CEEP embraces a “soft path” to issues of water resources and ecosystems. It seeks to move beyond reliance upon supply-side approaches such as dams, reservoirs, and groundwater supply expansion, by focusing on conservation and the sharing of best management practices of water resources. CEEP incorporates concerns of social equity, conflict management, stream flow impacts and ecosystem sustainability in its research.
Society is considered to practice a water sustainability ethic when it meets the needs of existing and future populations equitably while simultaneously ensuring that habitats and ecosystems are protected. “Soft path” water strategies can create benefits for the environment, equity (including improved public health) and a sustainable economy (E3).
Graduate Study in Water Sustainability at CEEP
Enhancing resiliency and adaptive capacity of indigenous peoples to climate change risks in PhilippinesDr. Manuta is the recipient of 2014 CEEP Alumni Achievement Award and will chair this year’s annual EEPSA Conference.
Dr. Byrne interviewed by South Korean TVIn November 2013, Dr. John Byrne visited S. Korea as a member of the advisory panel on improving Seoul’s energy self-sufficiency. He was also interviewed by Arirang TV, a S. Korean TV.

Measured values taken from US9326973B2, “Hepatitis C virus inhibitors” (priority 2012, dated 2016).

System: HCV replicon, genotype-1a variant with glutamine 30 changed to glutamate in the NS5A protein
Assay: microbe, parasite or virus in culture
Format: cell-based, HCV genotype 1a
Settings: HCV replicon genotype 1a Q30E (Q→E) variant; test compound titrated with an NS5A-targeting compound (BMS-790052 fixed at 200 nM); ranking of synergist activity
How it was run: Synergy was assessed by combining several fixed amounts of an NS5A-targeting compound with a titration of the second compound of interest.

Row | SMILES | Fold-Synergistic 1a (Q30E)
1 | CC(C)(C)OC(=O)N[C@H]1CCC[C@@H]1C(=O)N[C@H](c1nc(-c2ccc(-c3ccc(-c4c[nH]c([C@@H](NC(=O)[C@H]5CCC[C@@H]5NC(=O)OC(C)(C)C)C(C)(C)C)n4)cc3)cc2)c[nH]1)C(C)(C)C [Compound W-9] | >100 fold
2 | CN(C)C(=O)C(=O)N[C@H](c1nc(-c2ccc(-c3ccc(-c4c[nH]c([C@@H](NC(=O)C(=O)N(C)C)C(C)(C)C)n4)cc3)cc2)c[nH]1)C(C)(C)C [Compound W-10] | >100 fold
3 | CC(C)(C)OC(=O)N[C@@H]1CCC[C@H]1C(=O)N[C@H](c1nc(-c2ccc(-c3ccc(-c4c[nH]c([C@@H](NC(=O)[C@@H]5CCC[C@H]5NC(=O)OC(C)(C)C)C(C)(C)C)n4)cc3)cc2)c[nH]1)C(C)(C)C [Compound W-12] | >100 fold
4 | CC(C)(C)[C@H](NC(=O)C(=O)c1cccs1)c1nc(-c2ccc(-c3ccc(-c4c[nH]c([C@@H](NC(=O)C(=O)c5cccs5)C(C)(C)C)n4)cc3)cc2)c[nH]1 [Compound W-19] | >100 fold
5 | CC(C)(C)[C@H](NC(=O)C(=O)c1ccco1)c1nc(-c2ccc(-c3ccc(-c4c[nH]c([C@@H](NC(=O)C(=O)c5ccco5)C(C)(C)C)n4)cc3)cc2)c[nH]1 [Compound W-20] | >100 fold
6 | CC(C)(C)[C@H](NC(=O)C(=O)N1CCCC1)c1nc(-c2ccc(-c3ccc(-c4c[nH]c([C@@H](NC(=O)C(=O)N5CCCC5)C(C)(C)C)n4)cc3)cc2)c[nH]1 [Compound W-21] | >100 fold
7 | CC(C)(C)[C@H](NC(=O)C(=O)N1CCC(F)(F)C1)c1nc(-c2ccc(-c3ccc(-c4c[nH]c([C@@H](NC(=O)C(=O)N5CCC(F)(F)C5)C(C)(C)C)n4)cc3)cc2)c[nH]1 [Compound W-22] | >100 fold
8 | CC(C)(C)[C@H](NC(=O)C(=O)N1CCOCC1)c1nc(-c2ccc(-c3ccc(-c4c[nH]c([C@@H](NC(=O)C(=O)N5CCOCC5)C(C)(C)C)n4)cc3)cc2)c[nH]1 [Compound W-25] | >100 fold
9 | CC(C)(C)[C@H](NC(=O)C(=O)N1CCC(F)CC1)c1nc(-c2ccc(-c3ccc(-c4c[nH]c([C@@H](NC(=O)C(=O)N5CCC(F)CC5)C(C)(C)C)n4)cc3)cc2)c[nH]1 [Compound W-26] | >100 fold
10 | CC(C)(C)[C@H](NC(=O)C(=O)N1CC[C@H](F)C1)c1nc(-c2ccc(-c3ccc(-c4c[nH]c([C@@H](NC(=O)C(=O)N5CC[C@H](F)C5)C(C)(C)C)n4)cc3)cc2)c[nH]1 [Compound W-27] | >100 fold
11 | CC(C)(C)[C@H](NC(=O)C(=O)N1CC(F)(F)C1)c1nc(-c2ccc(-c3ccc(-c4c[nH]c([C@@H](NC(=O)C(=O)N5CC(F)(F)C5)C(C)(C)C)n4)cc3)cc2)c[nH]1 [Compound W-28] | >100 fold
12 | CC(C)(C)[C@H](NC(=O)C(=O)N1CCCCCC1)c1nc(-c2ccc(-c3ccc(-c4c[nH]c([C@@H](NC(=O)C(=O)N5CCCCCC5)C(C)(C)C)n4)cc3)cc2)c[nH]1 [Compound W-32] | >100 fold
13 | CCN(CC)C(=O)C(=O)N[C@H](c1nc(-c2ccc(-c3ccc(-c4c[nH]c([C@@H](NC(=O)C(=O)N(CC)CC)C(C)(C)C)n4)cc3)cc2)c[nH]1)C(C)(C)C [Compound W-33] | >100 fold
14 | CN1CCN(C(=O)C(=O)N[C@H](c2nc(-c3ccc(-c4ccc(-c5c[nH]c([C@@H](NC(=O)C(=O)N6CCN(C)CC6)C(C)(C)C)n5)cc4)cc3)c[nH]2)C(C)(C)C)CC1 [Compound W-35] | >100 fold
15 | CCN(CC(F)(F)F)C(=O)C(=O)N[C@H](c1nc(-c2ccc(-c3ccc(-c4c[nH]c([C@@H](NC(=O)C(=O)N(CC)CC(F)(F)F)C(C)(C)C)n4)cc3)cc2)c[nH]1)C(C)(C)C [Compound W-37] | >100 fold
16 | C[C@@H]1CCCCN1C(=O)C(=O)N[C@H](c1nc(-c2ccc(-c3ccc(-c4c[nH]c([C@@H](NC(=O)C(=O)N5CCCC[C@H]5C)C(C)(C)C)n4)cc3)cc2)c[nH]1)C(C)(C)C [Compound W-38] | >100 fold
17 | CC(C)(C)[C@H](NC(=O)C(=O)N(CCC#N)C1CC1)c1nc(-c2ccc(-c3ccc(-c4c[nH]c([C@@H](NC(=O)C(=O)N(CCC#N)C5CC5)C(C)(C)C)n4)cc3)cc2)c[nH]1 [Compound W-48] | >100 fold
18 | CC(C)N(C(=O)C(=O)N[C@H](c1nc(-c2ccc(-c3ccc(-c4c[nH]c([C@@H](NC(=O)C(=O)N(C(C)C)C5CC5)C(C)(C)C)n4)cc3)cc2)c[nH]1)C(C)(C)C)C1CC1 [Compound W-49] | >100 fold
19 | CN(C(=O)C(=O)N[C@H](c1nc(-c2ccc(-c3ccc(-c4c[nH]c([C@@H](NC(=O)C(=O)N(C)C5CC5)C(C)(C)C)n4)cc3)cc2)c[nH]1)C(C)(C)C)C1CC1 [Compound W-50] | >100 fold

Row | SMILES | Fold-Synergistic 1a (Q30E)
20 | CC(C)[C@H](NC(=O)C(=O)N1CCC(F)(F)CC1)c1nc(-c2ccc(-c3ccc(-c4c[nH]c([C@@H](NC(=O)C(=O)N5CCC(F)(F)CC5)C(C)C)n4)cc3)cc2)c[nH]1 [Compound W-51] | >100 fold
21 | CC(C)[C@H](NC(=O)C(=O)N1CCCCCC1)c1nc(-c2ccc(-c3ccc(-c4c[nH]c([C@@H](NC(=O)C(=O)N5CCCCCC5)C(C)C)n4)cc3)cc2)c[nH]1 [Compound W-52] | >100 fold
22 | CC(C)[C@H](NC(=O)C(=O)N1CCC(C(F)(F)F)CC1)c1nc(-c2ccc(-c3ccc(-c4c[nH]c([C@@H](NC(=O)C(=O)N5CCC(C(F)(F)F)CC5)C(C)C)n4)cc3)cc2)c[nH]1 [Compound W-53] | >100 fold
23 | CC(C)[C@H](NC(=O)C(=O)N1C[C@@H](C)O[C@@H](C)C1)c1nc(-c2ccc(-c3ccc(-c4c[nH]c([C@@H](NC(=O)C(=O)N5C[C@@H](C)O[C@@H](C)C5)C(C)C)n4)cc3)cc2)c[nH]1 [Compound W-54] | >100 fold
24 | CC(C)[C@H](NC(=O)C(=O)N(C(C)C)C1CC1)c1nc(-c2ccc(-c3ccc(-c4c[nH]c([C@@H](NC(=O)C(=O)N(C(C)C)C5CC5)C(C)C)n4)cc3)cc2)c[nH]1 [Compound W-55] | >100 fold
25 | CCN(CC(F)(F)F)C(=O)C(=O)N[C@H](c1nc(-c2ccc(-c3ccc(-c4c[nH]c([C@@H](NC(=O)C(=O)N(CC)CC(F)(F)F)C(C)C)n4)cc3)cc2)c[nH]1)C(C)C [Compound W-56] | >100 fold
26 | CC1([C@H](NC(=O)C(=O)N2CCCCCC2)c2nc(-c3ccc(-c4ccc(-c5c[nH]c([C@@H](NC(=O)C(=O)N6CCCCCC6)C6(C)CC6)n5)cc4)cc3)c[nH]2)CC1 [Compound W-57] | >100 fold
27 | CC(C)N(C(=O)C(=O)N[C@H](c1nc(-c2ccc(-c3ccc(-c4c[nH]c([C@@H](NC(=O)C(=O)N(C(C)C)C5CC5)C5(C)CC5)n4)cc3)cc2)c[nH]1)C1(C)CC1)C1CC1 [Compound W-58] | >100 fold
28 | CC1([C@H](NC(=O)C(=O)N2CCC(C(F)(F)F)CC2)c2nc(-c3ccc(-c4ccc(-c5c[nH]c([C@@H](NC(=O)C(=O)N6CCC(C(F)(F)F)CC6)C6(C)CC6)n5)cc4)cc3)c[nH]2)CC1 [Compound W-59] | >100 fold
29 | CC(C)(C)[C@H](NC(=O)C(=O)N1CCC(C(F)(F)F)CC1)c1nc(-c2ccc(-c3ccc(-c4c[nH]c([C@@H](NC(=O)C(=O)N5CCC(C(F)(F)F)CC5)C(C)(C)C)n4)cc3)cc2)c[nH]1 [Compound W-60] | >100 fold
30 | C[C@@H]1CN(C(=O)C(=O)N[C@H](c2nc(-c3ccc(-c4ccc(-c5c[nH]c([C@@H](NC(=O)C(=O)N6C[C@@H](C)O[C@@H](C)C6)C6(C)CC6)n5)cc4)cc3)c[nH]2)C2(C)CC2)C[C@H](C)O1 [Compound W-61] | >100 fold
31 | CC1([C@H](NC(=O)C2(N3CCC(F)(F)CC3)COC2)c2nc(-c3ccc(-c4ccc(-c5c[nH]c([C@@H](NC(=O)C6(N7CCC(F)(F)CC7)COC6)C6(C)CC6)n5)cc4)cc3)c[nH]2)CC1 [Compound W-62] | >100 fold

MEEP Student draws parallels between Triangle Factory and Karachi’s Ali Enterprises factory firesStudent draws parallels between Triangle Factory & Karachi's Ali Enterprises factory fires.
CEEP researchers investigate SEU strategy for Indian cityAccording to a recent census report, the population in Thane, India, has more than doubled in 20 years.
White House recognizes the leadership of SEUs in Delaware and the District of ColumbiaSEUs recognized in commitments announced by President Obama and former President Clinton.